*1965, Darvel. Lives in Glasgow.
Photographic Documentation and Archive of Manifesta 2:
Roman Mensing, Münster
5 Set Conversation pieces, 1998 (painted porcelain on glass shelves)
Christine Borland's work often deals with issues of life and death from both pseudo-scientific and existential points of view. At the same time it highlights the mechanisms of power structures and authoritative disciplines. It involves the collaboration of professions like archaeology and criminology, as well as that of other people.
With the help of e.g. osteologists and the criminal police the artist has attempted in a series of projects series to reconstruct the identity of skeletons (mainly from India) that had been imported to the Western world. The information she thus obtained has often been presented in toned-down and rather dry museum-like installations, including slides, texts, bronze and plaster casts, medical literature and powdered bones.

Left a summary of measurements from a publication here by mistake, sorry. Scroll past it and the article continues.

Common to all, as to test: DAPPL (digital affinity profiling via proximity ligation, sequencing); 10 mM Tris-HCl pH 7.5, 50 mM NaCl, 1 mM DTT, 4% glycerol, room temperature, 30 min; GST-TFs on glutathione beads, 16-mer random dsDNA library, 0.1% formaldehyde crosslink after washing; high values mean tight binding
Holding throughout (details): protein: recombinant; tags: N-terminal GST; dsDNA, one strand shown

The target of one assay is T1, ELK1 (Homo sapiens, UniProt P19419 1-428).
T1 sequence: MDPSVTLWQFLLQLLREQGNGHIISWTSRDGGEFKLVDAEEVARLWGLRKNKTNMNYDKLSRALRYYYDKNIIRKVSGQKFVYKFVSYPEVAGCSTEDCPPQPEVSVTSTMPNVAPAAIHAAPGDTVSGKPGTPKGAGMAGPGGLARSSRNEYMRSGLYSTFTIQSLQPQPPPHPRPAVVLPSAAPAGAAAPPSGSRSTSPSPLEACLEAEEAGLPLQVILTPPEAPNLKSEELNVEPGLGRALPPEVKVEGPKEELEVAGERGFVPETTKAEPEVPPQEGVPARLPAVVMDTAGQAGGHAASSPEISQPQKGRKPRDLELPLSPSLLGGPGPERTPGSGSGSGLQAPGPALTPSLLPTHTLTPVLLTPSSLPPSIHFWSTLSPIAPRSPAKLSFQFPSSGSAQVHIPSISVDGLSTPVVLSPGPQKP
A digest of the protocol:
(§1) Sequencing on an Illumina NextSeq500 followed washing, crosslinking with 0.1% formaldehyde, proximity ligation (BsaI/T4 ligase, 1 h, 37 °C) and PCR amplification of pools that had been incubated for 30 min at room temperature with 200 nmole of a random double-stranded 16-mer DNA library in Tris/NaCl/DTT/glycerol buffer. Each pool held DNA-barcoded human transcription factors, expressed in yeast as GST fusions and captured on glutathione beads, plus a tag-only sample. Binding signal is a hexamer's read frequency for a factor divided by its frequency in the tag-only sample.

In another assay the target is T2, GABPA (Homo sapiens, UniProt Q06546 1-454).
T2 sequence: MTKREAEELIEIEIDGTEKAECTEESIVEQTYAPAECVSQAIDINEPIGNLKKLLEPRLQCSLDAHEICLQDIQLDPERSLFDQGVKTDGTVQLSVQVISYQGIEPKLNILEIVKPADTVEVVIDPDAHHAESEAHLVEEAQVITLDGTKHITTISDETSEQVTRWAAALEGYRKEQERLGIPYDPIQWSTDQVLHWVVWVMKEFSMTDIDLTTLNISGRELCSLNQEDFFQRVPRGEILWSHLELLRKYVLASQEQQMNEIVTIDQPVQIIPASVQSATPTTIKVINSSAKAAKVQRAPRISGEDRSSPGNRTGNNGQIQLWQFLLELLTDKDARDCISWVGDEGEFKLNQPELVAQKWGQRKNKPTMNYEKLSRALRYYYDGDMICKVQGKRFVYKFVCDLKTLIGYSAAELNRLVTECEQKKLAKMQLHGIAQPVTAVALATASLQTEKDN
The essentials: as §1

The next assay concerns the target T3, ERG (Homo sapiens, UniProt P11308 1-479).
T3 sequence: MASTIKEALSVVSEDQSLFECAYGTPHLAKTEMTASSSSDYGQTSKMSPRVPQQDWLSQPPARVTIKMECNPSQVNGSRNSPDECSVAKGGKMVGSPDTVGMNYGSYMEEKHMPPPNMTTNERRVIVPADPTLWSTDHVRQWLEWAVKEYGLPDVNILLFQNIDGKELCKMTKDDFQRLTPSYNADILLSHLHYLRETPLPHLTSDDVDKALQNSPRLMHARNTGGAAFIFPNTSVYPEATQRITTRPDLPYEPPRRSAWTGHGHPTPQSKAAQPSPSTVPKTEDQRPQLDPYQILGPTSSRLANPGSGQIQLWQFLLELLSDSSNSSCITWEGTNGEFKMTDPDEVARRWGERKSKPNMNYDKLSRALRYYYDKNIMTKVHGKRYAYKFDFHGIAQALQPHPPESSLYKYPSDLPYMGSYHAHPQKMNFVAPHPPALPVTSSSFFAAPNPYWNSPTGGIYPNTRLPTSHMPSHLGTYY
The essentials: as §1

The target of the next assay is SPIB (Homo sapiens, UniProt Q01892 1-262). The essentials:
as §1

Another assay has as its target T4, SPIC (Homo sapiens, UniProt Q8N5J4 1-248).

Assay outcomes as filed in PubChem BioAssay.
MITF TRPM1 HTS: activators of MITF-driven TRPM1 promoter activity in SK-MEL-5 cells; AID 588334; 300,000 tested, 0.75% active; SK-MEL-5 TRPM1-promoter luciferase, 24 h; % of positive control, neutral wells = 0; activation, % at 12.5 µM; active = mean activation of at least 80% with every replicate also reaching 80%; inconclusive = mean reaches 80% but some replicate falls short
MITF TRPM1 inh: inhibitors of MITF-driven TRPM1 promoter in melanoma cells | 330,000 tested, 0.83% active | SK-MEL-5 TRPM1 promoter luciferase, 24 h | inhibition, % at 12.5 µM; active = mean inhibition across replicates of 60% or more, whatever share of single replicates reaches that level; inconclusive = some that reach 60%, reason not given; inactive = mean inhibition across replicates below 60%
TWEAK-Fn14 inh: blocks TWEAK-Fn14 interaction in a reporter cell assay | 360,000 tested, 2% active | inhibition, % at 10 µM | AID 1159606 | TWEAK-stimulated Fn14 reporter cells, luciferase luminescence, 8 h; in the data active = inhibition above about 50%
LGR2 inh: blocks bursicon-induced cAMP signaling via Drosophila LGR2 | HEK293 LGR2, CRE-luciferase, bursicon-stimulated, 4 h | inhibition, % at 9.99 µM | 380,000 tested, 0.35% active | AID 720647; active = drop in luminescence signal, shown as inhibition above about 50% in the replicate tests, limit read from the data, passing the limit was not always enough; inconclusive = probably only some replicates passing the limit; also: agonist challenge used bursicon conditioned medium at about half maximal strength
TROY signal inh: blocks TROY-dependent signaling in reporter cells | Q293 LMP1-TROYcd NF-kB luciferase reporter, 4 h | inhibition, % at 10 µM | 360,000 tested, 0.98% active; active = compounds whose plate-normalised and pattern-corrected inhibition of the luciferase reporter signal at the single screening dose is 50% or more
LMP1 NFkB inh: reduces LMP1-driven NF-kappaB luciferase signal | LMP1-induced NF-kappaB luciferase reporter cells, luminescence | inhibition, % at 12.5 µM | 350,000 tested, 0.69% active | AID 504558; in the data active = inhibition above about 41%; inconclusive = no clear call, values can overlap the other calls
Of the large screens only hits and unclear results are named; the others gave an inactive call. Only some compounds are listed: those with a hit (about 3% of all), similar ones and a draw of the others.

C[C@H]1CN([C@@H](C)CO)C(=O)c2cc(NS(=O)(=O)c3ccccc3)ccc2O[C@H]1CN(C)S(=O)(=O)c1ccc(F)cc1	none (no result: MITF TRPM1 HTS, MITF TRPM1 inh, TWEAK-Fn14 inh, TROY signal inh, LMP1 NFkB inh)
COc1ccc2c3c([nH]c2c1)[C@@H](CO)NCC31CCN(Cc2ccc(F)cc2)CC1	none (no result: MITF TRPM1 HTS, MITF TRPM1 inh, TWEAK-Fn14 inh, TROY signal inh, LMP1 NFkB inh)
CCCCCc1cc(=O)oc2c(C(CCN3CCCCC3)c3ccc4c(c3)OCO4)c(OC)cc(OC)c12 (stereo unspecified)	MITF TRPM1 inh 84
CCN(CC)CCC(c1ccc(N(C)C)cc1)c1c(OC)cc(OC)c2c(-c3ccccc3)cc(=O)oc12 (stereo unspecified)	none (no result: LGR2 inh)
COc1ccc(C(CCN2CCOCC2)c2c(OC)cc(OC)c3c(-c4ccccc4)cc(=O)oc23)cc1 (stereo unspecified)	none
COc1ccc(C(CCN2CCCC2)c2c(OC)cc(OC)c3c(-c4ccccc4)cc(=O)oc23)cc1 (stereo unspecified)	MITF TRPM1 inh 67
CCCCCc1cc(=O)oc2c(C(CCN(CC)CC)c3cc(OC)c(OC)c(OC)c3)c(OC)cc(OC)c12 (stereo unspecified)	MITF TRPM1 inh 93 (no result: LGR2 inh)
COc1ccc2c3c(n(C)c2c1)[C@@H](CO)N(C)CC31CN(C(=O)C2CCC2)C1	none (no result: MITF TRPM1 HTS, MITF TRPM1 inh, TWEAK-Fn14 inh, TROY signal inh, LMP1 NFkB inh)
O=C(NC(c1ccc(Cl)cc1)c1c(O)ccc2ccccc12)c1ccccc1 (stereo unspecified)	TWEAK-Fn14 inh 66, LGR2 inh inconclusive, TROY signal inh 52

For Manifesta 2, Christine Borland has cast parts of an anatomical model in porcelain, a material which itself is partly made of bones. A number of pelvises and fetal skulls in its inside have been painted in decorative oriental blue and white patterns borrowed from 18th-century English bone china, which, because of its non-European origin, was seen at the time as a symbol of wealth and, as such, often appeared in portraits of upper-class families.
At the Casino Luxembourg the pelvises and skulls are placed on glass shelves, slightly aside, like things one does not necessarily wish to talk about.